Challenges in Clinical Electrocardiography | ONLINE FIRST

Dual Ventricular Rhythm—Diagnosis ONLINE FIRST

JAMA Intern Med. Published online June 03, 2013. doi:10.1001/jamainternmed.2013.7043b
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Correspondence: Raul D. Mitrani, MD, Division of Cardiology, University of Miami Miller School of Medicine, 1400 NW 12th Ave, Ste 4062, Miami, FL 33136 (rmitrani@med.miami.edu).

Published Online: June 3, 2013. 10.1001/jamainternmed.2013.7043a 10.1001/jamainternmed.2013.7043b

Conflict of Interest Disclosures: Dr Mitrani has a consultant relationship with St Jude Medical and Medtronic Inc.

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Graphic Jump Location

Figure 2. A 12-lead electrocardiogram (ECG) demonstrating adjacent broad and narrow QRS complexes with opposite polarity representing 2 different rhythms in the same ECG (white arrows in lead II represent transplanted heart rhythm and black arrows in lead II represent left bundle branch block morphologic rhythm of the native heart). Frequent premature ventricular contractions were observed in lead V1 (gray arrow) along the wide QRS complex rhythm (transplanted heart).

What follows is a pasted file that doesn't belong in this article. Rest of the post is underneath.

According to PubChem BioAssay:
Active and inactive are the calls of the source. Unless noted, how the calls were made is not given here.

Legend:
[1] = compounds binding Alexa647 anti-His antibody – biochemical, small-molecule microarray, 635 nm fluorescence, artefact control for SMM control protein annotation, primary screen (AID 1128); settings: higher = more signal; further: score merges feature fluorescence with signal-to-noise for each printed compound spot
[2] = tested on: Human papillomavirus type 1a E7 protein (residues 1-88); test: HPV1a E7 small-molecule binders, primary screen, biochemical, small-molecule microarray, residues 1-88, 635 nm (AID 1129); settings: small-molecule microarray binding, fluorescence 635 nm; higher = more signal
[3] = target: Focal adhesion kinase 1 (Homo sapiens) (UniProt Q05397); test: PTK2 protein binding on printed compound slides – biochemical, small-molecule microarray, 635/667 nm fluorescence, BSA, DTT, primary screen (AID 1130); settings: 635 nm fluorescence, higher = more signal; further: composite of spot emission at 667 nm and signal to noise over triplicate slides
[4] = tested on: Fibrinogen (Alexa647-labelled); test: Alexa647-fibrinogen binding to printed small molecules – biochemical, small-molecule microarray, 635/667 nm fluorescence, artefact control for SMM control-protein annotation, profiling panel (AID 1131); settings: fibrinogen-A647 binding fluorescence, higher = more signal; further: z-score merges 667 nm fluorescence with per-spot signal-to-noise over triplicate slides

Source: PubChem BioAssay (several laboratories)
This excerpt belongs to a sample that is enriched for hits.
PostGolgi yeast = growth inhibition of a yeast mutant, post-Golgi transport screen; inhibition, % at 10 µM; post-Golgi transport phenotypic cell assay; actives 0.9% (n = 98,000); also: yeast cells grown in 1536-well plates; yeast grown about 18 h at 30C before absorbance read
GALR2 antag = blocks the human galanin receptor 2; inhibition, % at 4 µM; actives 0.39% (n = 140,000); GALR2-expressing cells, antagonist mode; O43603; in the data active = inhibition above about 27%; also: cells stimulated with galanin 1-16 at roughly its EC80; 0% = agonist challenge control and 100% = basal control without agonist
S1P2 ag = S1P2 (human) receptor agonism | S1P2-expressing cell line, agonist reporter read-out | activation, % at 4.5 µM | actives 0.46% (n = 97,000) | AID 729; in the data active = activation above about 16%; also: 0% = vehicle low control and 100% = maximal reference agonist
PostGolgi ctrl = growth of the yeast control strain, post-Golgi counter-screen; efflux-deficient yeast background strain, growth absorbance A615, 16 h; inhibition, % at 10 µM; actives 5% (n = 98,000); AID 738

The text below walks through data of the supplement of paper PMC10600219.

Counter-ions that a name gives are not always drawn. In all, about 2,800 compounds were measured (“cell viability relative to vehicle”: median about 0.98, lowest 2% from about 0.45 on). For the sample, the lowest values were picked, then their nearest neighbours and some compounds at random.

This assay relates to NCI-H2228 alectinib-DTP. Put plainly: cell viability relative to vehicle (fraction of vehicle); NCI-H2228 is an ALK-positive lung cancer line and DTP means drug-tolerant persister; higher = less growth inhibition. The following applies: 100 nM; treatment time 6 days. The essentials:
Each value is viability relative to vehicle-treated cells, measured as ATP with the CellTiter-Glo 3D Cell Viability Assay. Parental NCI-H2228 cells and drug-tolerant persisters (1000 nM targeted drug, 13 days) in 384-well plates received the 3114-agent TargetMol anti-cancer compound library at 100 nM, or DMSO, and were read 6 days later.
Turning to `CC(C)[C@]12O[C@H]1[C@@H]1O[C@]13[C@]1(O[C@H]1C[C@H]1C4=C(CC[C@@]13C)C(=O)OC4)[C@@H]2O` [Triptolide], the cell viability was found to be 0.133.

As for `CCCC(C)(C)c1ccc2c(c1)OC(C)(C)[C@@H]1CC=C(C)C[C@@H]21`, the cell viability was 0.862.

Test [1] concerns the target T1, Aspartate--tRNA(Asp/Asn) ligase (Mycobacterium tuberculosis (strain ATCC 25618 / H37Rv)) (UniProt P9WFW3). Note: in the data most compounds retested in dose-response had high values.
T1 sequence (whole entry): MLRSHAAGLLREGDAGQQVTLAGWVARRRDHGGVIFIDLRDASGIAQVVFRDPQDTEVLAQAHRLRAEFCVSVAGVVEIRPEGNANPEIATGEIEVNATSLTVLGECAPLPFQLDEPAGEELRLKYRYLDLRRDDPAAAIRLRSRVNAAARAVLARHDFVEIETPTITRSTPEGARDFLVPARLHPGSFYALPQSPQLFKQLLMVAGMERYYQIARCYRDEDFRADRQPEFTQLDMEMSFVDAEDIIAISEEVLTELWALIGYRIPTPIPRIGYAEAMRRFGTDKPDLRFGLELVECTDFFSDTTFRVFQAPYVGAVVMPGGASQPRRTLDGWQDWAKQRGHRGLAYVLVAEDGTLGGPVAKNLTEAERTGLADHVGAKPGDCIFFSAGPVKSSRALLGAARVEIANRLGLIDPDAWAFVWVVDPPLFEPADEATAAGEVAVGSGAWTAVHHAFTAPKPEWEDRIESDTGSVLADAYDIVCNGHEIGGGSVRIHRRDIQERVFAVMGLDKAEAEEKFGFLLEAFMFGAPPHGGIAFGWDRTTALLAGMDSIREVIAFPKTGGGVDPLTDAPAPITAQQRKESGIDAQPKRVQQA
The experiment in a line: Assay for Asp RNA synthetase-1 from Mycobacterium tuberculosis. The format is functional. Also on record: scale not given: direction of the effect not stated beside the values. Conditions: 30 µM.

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Graphic Jump Location

Figure 3. Layout of the heterotopic heart transplant. A, Pictorial representation of the transplant and the respective anastomosis. B, Computed tomography of the chest (coronal view) in our patient, showing marked respective chambers and anastomosis (demonstrating the end-to-side anastomosis of the donor and recipient aorta). DAo, donor aorta; DLV, donor left ventricle; DPA, donor pulmonary artery; RAo, recipient aorta; RPA, recipient pulmonary artery; RRA recipient right atrium; RRV recipient right ventricle.




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